Ski Patrol Tip of the Day:
Exercise in advance. You will have much more fun on the slopes if you're in good shape.
Always ski in control, and be able to stop or avoid other skiers or objects.
Have fun on all the slopes, but remember features in the park are for advanced riders. Know the code!
Land it clean… Leave space between riders when hitting the features.
People ahead of you have the right-of-way. It is your responsibility to avoid them.
See those features better… use yellow or clear lenses at night.
when boarding, always wear wrist guards made for snowboarders or in-line skaters.
Be aware of the sun's reflection off the snow, it is strong even on cloudy days.
You must not stop where you obstruct a trail or are not visible from above.
Check if your gear is in fine condition, especially the bindings. Have them adjusted correctly at a shop.
Know the Code - Be Safety Conscious. It is your Responsibility.
You must have sufficient physical dexterity, ability, and knowledge to load, ride and unload lifts.
Whenever starting downhill or merging into a trail, look uphill and yield to others.
You must not use use lifts or terrain if your ability is impaired through the use of alcohol or drugs.
Always use proper devices to help prevent runaway equipment.
If you are involved in or witness an accident you must remain at the scene and identify yourself.
Do not stop where you obstruct a trail, or are not visible from above.
Observe all posted signs and warnings. Keep off closed trails and out of closed areas.
Always Stay on Control. You must be able to stop, or avoid other people or objects.
Follow the rules. Obey posted closures and other warning signs. They are there for a reason.
Respect your limits. Do not ski runs that are above your skill level. Runs are clearly marked.
Take a break if you're tired and rest for a while in the lodge. Skiing burns a lot of energy.
Wear goggles. Make sure that they fit properly around your helmet.
Get proper instruction. Sign up for lessons and polish up your skills with a lesson now and then.
Wear a helmet. Wearing protective headgear while riding just makes good sense.
Use proper equipment. Don't borrow equipment. Rent from a qualified shop or the ski resort.
When skiing off of groomed trails—especially near trees—always ski or snowboard with a partner, and keep your partner in sight. If you do fall in deep snow, grab tree branches and try to keep your body from going inverted.
Beyond the ski area lays uncontrolled backcountry terrain. Before venturing out of bounds make sure you have received the proper training in avalanche hazard education.
Buckle your Brain: Wear a snowsports-specific helmet.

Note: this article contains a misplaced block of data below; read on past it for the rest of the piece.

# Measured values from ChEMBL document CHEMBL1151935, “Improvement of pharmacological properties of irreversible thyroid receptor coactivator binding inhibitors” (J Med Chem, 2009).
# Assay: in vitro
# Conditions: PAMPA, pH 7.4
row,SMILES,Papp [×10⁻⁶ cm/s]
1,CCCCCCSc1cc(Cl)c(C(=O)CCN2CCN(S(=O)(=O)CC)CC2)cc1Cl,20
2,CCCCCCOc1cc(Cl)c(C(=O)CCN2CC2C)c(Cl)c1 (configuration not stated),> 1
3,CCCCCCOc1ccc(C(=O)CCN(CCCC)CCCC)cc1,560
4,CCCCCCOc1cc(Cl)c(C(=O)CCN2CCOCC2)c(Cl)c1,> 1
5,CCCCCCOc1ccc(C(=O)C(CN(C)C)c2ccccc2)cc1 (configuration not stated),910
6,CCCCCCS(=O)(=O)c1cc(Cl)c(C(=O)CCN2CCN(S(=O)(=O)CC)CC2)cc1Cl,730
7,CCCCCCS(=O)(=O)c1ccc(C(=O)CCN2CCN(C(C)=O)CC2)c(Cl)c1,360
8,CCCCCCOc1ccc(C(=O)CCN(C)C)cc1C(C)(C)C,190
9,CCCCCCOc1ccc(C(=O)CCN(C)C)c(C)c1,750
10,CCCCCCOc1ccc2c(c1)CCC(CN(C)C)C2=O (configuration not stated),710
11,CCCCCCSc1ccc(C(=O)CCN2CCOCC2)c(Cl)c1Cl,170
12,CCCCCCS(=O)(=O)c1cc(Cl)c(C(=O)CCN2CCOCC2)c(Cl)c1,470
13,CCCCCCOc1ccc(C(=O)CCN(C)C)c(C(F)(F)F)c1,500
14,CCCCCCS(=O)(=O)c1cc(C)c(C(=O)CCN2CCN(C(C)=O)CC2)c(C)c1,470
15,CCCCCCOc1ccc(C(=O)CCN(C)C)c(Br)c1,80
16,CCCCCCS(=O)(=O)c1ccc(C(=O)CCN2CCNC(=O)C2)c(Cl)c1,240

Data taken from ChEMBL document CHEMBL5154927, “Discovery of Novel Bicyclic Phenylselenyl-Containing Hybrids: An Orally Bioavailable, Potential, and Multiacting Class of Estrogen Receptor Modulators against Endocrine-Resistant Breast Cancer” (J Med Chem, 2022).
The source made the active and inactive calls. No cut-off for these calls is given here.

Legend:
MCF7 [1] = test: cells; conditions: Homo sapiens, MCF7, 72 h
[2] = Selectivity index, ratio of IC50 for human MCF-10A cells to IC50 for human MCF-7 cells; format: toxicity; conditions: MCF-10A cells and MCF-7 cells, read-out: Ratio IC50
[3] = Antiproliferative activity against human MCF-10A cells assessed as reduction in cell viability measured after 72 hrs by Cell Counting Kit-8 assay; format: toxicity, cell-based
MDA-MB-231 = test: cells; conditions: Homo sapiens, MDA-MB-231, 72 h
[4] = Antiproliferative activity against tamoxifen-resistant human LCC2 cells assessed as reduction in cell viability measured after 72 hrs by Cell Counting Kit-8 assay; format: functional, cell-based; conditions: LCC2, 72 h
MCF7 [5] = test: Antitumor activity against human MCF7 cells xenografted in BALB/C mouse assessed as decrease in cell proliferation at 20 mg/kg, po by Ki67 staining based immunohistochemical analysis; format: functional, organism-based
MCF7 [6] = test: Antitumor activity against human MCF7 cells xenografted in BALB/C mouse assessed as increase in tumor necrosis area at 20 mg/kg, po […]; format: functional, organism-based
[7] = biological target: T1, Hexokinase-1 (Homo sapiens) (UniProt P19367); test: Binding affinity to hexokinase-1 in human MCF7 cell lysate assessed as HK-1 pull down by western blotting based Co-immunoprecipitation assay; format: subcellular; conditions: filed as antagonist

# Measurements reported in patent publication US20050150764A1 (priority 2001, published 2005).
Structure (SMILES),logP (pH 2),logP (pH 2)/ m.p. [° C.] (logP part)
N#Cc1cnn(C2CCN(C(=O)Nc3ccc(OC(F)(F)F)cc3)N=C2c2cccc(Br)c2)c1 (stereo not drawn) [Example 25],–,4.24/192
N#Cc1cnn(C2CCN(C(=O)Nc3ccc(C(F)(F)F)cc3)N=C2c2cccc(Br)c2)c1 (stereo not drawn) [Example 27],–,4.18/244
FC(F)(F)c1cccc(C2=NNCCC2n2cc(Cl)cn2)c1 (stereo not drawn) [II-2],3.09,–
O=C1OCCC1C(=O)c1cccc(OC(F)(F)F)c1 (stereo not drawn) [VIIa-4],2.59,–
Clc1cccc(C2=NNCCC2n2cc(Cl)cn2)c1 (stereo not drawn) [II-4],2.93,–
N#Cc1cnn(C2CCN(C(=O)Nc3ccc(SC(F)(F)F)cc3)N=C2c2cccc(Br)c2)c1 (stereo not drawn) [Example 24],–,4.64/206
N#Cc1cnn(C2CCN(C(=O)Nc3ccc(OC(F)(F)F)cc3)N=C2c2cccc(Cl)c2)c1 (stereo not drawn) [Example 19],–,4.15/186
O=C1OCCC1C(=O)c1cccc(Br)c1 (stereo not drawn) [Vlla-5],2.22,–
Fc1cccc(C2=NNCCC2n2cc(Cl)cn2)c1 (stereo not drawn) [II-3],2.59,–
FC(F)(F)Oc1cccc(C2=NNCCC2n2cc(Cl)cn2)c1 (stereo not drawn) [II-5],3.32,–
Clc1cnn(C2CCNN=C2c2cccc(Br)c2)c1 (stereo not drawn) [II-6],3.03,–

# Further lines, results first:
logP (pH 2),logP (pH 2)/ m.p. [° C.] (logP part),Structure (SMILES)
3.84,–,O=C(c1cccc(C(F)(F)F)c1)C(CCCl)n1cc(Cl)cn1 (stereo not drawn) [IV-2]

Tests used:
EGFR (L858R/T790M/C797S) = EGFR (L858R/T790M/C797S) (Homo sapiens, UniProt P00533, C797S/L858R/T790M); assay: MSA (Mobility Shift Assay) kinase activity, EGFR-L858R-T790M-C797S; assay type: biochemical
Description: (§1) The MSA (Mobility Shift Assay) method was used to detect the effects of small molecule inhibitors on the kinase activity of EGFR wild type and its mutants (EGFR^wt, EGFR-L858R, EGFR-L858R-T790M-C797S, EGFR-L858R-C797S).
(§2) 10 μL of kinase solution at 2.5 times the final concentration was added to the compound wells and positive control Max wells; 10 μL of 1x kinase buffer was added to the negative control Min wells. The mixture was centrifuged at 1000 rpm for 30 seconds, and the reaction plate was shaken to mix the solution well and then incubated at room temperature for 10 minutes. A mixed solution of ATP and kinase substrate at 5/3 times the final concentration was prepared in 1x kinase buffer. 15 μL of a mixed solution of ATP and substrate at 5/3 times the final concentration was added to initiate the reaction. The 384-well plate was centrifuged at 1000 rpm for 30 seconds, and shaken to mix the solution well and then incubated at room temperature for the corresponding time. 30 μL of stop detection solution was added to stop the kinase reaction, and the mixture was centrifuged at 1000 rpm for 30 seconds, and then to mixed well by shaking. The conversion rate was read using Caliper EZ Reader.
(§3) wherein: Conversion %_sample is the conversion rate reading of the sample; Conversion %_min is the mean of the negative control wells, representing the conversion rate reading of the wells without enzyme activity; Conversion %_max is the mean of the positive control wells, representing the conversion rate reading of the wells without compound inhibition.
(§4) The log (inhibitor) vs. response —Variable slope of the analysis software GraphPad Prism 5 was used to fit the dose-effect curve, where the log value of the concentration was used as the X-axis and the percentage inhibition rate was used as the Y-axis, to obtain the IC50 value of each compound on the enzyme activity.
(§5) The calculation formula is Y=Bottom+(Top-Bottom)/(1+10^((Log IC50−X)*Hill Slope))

Inspect your helmet daily. Don’t put stickers on helmets: They may hide cracks.
When buying a helmet look for a snug fit that doesn’t feel too tight or impede vision or hearing. Also, take your goggles along.
Injury prevention begins the day you start planning your ski vacation. Nutrition, hydration, strength and conditioning, and proper equipment will make for a better day on the slopes.
“Look before you leap” means ride the terrain park before you hit any features and make sure your buddy is looking through the landing before you take off.
Take care of your gear—regular waxing and edging during the year will improve your experience.
Always stop when tired Share the mountain. Ski defensively.
Educate kids about slope safety and the importance of skiing and snowboarding responsibly.
Have a plan—know where you’re going and be prepared for what it might present.
Respect gets respect: A little respect goes a long way Pay attention to your surroundings.
Take some lessons from a professional instructor. Your experience will be safer and more fun!
Be realistic about your abilities—study the trail map in advance of your trip so you make sure to get on the correct lifts.
The downhill person has the right of way. However, get in the habit of looking not just in front, but behind you, especially on a busy day.
Stay hydrated: drink plenty of non-caffeinated, non-alcoholic liquids Always wear sunscreen—even when it’s cloudy.
Start Small and Work Your Way Up—In the terrain park and throughout the mountain.
Be prepared—the weather can change quickly in a mountain environment. Dress in a wicking next-to-skin layer and avoid cotton.
Know and Use the Responsibility Code—it goes a long way towards preventing injuries.